A UA student was arrested for shoplifting and criminal damage on Monday at 11:29 a.m. At 11:06 a.m., a UAPD officer was dispatched to the UofA Bookstore. He spoke with an employee of the bookstore’s loss prevention team, who informed the officer that while using the bookstore’s video surveillance system, he observed a man enter the bookstore, walk straight to an associate, ask where the trace paper was located and go to the art supply section. Soon afterward, while looking at items on the shelf, the man appeared to ask a second man about the location of the trace paper. The second man grabbed a 9-inch-by-12-inch pad of trace paper off the shelf and handed it to him. Then the student looked at the back cover of the pad containing sheets of trace paper and checked out the price tag on it. He then tore two pieces of trace paper out and immediately left the area. The second man observed what the student had done, and he left. The student then placed one sheet of the trace paper into his backpack and then placed the other sheet and the whole pad back onto the shelf. The employee who worked with loss prevention said he saw the student walk outside the bookstore without paying for anything, and then detained him outside the bookstore. The employee told the officer that the Vellum trace paper pad had been damaged and could not be resold. The total value of the pad was $13.29. The student then explained to the officer that he had gone into the bookstore to purchase tracing paper for a class project. When he noticed the price of the paper was $13.29, he thought it was stupid to pay the amount because he needed only one piece of trace paper. So he then tore out two pieces of trace paper, placing one into his backpack. He said he then placed the second sheet he had torn from the pad back and returned the pad to the shelf. The student said he left the bookstore and that the second man who had helped direct him to the trace paper had nothing to do with the shoplifting. He was cited and released after being escorted out of the bookstore.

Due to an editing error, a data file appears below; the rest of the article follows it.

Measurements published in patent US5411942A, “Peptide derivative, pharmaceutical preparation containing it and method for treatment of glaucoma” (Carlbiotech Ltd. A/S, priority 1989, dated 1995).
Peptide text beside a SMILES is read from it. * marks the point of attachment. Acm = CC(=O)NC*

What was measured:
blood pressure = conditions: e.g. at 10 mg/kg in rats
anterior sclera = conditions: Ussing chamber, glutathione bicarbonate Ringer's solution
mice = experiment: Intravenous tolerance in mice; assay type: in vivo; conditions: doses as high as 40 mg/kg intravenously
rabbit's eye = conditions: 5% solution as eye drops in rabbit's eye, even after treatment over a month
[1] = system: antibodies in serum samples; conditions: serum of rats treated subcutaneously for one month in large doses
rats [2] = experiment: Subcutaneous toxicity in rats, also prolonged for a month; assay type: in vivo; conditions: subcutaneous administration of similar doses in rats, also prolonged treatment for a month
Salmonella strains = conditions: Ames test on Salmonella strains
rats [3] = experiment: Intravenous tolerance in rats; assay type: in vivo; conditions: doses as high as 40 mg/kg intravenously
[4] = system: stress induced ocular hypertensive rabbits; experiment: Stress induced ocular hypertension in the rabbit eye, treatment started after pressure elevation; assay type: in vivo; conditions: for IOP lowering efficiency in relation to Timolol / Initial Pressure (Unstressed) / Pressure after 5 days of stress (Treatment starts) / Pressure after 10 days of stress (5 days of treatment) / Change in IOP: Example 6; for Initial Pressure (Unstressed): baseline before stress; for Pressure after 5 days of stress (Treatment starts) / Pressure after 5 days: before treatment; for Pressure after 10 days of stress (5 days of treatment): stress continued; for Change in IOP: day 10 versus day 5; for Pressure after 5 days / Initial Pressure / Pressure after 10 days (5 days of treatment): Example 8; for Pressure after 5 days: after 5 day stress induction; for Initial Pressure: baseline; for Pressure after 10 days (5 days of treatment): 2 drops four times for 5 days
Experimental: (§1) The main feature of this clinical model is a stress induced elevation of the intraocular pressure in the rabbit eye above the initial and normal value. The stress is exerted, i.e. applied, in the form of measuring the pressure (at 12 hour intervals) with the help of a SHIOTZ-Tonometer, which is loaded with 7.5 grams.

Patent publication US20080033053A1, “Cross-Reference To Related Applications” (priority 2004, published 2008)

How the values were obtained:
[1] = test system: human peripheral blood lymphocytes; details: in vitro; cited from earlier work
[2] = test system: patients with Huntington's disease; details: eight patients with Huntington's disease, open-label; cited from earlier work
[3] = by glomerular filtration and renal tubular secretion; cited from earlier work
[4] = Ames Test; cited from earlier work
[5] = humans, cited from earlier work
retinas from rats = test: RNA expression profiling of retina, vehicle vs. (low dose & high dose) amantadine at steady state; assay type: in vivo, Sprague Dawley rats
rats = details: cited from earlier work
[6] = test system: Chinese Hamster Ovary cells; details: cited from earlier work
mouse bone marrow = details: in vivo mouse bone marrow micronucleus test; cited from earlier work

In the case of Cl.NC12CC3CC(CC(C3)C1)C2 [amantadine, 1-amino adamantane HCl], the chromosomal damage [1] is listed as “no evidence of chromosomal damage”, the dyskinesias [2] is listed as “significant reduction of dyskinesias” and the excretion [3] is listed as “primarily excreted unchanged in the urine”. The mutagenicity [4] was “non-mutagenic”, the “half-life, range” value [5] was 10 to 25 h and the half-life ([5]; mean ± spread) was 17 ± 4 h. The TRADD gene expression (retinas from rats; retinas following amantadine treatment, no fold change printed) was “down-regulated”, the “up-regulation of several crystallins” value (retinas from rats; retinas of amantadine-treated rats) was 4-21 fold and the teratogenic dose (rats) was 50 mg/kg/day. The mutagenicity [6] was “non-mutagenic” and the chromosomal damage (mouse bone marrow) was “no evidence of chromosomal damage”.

Now you see it, now you don’t

A bicycle was stolen from the Student Union Memorial Center on Monday at 4:16 p.m. from the west side bike racks. A UAPD officer made contact with the student who owned the bicycle. The student said he had last seen his bike when he locked it up at the SUMC and realized it was gone when he came back to get it. There was no serial number or Parking and Transportation number available. No suspects or witnesses are known at this time. Police Beat is compiled from official University of Arizona Police Department reports. A complete list of UAPD activity can be found at www.uapd.arizona.edu.